August 19, 2013
Before I forget, I want to thank all of my friends and family who are following this blog and making comments. Thanks also to the people I haven’t met in person but made contact through the Backpack Club (my name for fellow peregrinos).
My wife Kathryn arrived safely last night around 5 pm after making her connection to the train in Madrid. It was a good thing that she made it because the next train was sold out. I was already cleaned up by the time she got to the hotel so she didn’t have to see the grimy peregrino (yet).
Our hotel is the Meson El Cid and it features a drop-dead stunning view of the cathedral from our room’s window. I’d love to tell you how I managed to get such a choice room but it was just luck. We are directly across the entry plaza so our entire view is filled by the church’s facade.
After we got settled we went out for a stroll around the area. It stays light until after 9 pm so dinner starts late. We met my friend Nancy for dinner to celebrate our safe arrivals into Burgos. It was a pretty fancy place and I won’t say exactly how much it cost but it added up to five menus de peregrino.
Today was a day of rest. We slept in until 9 am or so and barely managed to make the breakfast that ended at 1030. After that, I decided to see if I could find a doctor to look at my legs. Since I bought a travel insurance policy and it wasn’t an emergency, it took me the rest of the morning to call the insurance company, coordinate with their European service provider and find a doctor nearby. Around 1 pm I walked a few short blocks to a local hospital and was greeted personally by the medico at the reception area. After a discussion of my symptoms, he decided to take some x-rays. Although the x-rays showed an interesting growth on my left heel (which has been there a long time), there was no indication of anything that would cause the pain I’ve been having.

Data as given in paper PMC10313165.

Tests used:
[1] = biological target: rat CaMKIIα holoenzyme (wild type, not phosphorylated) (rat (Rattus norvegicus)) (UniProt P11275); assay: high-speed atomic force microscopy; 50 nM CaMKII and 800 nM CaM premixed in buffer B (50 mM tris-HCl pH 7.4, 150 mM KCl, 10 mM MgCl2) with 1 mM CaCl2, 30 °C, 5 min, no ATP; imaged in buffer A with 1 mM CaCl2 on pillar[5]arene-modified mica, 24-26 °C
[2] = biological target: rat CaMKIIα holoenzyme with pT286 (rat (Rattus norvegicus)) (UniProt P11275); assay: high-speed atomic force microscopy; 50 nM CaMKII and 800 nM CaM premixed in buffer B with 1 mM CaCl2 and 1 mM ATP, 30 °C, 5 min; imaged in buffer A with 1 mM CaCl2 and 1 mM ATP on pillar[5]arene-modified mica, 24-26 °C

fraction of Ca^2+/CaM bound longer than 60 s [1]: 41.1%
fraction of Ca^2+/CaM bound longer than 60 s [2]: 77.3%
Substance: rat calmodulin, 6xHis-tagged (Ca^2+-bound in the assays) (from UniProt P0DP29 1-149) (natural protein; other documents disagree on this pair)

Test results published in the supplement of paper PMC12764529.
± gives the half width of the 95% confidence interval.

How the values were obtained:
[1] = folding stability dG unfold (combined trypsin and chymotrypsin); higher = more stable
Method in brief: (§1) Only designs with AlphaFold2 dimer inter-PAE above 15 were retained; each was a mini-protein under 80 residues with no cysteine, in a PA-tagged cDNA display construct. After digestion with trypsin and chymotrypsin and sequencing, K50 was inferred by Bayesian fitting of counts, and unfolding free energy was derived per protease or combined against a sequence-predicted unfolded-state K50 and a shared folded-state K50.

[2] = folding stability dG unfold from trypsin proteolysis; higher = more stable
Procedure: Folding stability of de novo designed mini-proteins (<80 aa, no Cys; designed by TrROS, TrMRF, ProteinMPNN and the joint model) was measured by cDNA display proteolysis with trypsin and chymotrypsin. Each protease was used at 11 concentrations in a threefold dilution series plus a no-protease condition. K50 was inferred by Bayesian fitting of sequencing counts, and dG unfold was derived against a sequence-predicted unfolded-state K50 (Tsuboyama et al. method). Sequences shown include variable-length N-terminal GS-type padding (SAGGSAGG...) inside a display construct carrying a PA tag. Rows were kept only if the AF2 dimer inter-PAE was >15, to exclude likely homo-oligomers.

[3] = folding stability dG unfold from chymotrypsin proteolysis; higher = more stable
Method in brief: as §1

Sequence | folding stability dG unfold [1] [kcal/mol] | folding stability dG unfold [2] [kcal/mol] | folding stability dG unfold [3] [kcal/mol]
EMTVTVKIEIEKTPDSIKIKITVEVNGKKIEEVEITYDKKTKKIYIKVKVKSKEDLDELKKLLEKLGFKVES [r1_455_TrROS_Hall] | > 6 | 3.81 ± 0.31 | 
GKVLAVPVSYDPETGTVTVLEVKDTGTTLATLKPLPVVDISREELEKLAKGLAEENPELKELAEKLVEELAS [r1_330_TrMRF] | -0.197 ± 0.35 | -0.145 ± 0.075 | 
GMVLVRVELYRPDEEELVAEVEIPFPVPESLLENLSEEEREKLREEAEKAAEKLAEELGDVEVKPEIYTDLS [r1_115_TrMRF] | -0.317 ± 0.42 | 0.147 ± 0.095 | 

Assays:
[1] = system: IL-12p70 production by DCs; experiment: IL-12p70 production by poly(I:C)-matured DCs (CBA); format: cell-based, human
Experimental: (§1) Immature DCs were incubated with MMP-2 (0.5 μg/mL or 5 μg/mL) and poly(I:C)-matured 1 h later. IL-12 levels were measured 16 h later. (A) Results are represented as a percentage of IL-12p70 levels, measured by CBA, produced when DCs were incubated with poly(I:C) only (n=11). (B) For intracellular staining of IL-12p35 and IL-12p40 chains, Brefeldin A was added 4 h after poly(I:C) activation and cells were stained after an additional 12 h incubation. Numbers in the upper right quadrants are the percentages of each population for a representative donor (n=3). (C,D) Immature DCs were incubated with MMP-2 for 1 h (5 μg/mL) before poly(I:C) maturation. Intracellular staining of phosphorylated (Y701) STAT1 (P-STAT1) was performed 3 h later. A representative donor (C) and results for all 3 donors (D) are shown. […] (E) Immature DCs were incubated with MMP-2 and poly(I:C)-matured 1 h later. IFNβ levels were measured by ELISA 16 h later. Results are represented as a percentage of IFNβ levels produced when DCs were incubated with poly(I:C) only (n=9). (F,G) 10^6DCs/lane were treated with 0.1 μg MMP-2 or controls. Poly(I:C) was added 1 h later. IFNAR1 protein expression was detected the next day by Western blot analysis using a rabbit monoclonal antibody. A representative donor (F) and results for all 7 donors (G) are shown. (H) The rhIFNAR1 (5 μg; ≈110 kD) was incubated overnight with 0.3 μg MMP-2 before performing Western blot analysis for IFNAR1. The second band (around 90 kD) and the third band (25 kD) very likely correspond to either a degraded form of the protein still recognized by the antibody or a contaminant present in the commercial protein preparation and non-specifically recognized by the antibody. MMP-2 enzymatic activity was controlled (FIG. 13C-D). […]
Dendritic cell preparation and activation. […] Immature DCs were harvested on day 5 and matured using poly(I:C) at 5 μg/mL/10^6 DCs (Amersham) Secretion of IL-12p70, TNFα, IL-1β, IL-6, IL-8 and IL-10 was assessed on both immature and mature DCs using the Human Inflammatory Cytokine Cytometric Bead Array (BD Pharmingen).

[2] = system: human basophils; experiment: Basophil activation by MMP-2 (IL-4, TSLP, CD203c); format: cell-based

When the doctor returned to the examination room, he gave me his opinion that I should rest for a week and not walk any more of the Camino. Some of you may see this as a horrible news, but I see it a bit differently. First, I’m not necessarily going to follow the doctor’s advice. My legs are definitely beat up because that’s what the Camino does. Second, taking a few days off is a great chance to celebrate our 30th anniversary in a little more style than a 5 euro a night municipal albergue.
So here’s the new camino plan: relax until the end of the week and see how my legs feel. If I’m doing better, we’ll continue for the days remaining. If not, we’ll have a relaxing vacation in a gorgeous country.